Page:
Feiglin: Bennett should Consider Bolting Gov't
MK Moshe Feiglin (Likud) called upon the Bayit Yehudi party Sunday to consider leaving the Coalition because of the prime minister's decision to enter negotiations with the Palestinian Authority (PA), in talks brokered by the U.S.
Feiglin made the pronouncement in an interview for Galei Yisrael Radio.
The interviewer asked Feiglin pointedly if Likud voters voted for Prime Minister Binyamin Netanyahu, who has announced that he is entering talks with the PA, or for Feiglin and the MKs who oppose the "peace talks."
Feiglin replied that the same question can be asked regarding Bayit Yehudi, headed by Minister Naftali Bennett, which opposes negotiations but remains in the Coalition. “Naftali Bennett is inside the government and is enabling this process,” Feiglin said. “The same questions can be asked about the entire political system.”
The interviewer asked Feiglin if he is calling upon Bennett to leave the Coalition.
“I think that in the face of the reality that is approaching us, we certainly need to consider a possibility like this, too,” Feiglin replied.
When the interviewer asked him what steps he is taking to protest the talks, as a member of the ruling Likud, he replied:
“I remind you that ever since I was forbidden from entering the Temple Mount, I announced that I see myself as being unbound by coalition discipline. I am already there and I am calling upon Bayit Yehudi to start considering similar activity. This is a disaster that is certain to happen. We know exactly where these processes led us, again and again, in the past, it is too bad that the Bayit Yehudi party, through inaction and silence, will allow this catastrophe to take place.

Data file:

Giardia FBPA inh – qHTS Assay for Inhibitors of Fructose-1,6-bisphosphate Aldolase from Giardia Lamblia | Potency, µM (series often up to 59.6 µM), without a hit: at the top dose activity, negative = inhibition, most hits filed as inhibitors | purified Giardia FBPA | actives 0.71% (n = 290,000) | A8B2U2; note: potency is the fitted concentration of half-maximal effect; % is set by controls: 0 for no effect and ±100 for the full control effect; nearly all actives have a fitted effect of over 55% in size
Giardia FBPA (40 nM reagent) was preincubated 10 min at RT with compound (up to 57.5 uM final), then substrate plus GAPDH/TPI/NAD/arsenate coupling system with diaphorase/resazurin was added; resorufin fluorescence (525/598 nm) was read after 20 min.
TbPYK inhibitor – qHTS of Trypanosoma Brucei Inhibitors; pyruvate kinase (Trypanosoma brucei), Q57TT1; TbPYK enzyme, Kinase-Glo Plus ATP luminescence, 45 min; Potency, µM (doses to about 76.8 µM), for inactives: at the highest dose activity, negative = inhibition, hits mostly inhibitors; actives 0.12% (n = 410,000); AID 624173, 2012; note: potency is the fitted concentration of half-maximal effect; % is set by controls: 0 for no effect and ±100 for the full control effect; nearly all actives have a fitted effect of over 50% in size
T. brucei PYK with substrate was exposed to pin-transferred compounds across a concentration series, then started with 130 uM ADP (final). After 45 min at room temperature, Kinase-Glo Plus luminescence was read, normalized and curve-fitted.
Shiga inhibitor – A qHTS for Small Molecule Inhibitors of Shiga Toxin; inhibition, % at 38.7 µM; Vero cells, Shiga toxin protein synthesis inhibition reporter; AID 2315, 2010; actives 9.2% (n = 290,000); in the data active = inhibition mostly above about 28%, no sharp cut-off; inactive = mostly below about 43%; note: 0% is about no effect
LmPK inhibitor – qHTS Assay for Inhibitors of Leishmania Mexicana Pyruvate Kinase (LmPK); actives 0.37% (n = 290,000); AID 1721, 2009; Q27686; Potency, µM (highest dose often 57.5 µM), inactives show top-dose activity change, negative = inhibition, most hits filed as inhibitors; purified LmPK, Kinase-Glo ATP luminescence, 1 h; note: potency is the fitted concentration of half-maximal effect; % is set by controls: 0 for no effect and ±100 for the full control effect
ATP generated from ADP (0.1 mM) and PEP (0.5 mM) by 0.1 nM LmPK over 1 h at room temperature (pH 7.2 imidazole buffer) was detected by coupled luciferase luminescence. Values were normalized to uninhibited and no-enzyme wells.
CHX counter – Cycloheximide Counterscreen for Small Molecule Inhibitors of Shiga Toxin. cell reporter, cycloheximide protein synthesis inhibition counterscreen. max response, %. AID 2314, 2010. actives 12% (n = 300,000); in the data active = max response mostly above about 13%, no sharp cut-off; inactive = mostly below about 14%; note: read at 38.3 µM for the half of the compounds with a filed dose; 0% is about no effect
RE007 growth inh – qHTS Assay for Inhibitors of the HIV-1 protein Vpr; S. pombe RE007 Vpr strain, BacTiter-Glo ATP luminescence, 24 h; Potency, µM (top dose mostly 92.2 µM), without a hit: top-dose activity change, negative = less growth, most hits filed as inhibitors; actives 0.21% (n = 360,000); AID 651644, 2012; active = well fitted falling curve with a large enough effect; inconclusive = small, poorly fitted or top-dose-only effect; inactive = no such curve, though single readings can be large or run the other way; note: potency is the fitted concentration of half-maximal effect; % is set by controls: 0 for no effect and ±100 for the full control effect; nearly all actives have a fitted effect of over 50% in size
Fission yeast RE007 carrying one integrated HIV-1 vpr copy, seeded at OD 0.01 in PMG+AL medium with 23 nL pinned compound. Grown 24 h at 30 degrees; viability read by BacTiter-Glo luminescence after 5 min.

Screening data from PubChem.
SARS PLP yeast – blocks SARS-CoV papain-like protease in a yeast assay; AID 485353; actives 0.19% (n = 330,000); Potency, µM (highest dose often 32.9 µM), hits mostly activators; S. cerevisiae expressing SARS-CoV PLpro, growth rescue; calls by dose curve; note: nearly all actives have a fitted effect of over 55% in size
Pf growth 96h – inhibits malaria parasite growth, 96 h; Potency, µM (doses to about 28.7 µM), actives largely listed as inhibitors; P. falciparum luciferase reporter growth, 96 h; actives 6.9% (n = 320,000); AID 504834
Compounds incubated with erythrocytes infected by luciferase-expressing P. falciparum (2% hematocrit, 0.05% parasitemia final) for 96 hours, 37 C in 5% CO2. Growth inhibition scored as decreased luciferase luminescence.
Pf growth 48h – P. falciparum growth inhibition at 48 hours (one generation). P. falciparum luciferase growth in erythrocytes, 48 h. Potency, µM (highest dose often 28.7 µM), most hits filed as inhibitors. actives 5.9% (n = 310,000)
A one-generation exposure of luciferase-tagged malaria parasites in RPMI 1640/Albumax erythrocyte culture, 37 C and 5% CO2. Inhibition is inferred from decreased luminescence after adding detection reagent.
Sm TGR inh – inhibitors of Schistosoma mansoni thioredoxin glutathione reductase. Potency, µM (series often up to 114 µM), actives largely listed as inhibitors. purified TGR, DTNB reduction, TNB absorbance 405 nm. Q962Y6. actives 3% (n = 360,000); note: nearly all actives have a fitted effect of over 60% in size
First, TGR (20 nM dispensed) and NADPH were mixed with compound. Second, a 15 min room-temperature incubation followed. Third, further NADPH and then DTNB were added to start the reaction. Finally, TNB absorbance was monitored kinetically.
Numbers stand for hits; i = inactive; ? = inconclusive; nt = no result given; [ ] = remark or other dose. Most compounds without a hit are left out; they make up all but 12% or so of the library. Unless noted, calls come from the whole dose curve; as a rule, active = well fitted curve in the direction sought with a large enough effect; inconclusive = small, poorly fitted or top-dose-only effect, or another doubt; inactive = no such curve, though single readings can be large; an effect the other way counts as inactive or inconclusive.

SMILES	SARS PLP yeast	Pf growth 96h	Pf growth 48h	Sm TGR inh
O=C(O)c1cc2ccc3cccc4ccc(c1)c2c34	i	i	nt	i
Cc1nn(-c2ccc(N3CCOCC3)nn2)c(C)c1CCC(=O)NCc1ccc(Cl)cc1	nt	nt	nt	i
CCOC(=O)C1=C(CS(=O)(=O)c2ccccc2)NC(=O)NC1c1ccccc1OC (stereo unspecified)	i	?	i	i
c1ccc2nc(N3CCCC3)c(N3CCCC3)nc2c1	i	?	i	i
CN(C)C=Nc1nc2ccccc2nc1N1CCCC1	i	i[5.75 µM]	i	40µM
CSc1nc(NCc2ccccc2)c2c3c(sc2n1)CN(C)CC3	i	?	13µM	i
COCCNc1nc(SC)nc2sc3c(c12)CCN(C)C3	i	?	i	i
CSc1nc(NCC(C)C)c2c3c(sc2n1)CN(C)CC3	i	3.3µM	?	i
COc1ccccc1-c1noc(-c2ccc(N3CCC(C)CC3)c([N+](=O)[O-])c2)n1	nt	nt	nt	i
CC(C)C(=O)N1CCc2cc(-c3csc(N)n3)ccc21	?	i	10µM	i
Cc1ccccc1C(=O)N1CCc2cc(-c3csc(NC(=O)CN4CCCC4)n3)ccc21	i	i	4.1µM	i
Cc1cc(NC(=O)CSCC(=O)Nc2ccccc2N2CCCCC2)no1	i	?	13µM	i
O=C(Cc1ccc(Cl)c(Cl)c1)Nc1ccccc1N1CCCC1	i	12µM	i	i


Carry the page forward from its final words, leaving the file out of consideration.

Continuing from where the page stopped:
He added: "I call upon all MKs from all factions who are dedicated to the Land of Israel more than coalition discipline to consider their next steps. Loyalty to the land of Israel needs to come before loyalty to the party.”
Feiglin said that he does not expect anyone to leave the Coalition soon, but estimated that as the situation becomes worse, public pressure will make the breakup of the Coalition a realistic possibility.
The maverick Likudnik's call may seem slightly strange given his position within not only the same government, but the very same party as the Prime Minister whose policies he is calling on Bayit Yehudi to thwart. However, it can likely be viewed through the prism of the colorful political rivalry between Feiglin and his "Jewish Leadership" (Manhigut Yehudit) faction within the Likud, and the religious Zionist Bayit Yehudi party.
There was considerable competition before the last elections between supporters of Feiglin and those of Bennett.
Both camps see themselves as dyed-in-the-wool nationalists, and many of the supporters of both men are religious Zionists. Instead, the differences between the two factions stems from their respective political strategies.
While Feiglin believes in making a difference from within Likud party which has dominated the Israeli political scene for so long, Bayit Yehudi supporters believe more influence can be wielded from outside of it. Both men are currently inside the Coalition, and as "peace talks" progress, they will doubtless feel mounting pressure to leave it.